One of the most visually stunning moments of the trip was watching a group of Maasai men moving their herd of goats from one side of the valley to another, each wearing a bright red checkered ‘shukra’ against the dusty, tan background. The only thing brighter than the Maasai beadwork are the awe-inspiring sunsets that seem to close out each evening game drive. Seeing the national park bathed in that light left our group speechless every night.
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Thinking about that ginger soda back at the hotel or thinking about which painting I’m going to take home with me? – – I’m not usually a big fan of the traditional tourist gift shops. Being able to stand and watch these artists creating the works we’d be taking home was a completely unique experience. Pro tip: make sure you’re prepared to haggle for what you want. As a rule of thumb usually start by offering half of the original price. – – #contiki #noregrets #eastafricansafari #tanzania #kenya #contikiafrica #supportlocalartists #traveltocreate #curatelife #lifecurated #queertraveler #lgbtqtraveler #travelblogger #iamtb #theinvisibletomboy #tomgirl #tomboy #andronation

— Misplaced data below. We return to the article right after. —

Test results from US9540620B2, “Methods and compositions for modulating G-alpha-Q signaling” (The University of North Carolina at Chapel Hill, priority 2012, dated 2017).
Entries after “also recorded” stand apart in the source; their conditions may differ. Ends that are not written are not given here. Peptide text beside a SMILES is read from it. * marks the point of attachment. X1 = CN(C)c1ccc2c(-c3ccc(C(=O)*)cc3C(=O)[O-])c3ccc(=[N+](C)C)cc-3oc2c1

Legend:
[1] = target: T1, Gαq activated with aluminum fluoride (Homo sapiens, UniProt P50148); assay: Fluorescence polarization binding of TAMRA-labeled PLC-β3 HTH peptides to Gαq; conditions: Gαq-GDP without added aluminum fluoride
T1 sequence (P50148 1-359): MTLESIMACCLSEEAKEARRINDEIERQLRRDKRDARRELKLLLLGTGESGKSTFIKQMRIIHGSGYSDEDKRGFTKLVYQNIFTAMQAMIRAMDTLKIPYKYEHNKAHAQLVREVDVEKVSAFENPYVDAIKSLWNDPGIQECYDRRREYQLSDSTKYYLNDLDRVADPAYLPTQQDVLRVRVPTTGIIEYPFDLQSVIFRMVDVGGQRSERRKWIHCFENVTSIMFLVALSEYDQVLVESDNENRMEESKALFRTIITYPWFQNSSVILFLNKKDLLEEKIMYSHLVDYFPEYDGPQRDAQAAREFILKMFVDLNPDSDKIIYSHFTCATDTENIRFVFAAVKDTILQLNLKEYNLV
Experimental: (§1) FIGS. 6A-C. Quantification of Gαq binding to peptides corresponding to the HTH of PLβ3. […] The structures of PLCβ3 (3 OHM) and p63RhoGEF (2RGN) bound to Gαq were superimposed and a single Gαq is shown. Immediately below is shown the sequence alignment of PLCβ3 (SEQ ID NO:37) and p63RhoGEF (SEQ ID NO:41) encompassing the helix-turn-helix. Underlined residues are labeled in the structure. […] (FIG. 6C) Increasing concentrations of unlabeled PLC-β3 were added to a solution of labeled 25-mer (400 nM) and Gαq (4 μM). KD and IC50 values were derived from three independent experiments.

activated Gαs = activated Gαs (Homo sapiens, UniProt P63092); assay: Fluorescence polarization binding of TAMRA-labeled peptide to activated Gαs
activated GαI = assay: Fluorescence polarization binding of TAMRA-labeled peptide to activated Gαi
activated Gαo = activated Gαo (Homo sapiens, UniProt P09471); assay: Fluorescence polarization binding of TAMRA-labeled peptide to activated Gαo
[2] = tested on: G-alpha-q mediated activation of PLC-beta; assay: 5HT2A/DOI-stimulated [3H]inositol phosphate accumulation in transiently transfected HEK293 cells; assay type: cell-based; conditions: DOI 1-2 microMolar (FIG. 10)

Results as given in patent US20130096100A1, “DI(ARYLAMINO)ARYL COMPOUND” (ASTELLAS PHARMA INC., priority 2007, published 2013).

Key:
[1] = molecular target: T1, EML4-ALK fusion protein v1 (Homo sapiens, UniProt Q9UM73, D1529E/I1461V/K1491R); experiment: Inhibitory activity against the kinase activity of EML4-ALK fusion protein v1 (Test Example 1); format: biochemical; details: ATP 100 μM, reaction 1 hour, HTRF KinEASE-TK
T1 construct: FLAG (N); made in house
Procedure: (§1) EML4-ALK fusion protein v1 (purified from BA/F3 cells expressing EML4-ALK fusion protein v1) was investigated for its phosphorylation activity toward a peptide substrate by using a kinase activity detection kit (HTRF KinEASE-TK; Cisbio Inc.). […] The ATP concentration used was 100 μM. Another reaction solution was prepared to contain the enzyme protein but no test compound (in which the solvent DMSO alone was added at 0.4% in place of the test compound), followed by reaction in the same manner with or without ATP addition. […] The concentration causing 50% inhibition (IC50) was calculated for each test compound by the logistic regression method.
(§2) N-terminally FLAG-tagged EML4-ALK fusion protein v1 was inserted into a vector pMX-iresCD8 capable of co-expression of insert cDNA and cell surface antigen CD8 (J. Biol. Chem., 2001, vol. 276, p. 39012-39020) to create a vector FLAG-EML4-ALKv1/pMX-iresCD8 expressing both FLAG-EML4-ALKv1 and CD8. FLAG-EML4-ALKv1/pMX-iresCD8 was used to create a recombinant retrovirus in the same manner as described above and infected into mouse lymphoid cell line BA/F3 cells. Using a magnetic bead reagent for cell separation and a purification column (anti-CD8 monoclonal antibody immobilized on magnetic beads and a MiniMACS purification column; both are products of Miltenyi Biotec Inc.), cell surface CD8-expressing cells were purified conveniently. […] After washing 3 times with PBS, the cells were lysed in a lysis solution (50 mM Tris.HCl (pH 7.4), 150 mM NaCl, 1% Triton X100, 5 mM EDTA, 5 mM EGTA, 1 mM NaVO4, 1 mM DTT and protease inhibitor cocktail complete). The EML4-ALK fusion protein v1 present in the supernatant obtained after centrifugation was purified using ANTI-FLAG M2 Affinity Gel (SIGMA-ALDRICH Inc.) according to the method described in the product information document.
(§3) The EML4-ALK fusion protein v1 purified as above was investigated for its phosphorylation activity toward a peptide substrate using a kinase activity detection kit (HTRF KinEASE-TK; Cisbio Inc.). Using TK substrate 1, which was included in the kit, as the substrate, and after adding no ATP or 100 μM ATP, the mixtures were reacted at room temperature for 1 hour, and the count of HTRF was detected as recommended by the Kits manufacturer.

English is widely spoken
In fact it’s the official language in Kenya, Tanzania and Uganda. While you’ll hear Swahili spoken much more frequently many people do know some English. This is the case for two major reasons, the first and largest being colonialism. The second reason being the importance of the tourism industry in this region. After being invited to visit a local village we learned that primary school is taught in Swahili and secondary school in taught in English. With so many cultural differences being about to communicate allows for such a deeper level of understanding.
Time is REALLY flexible here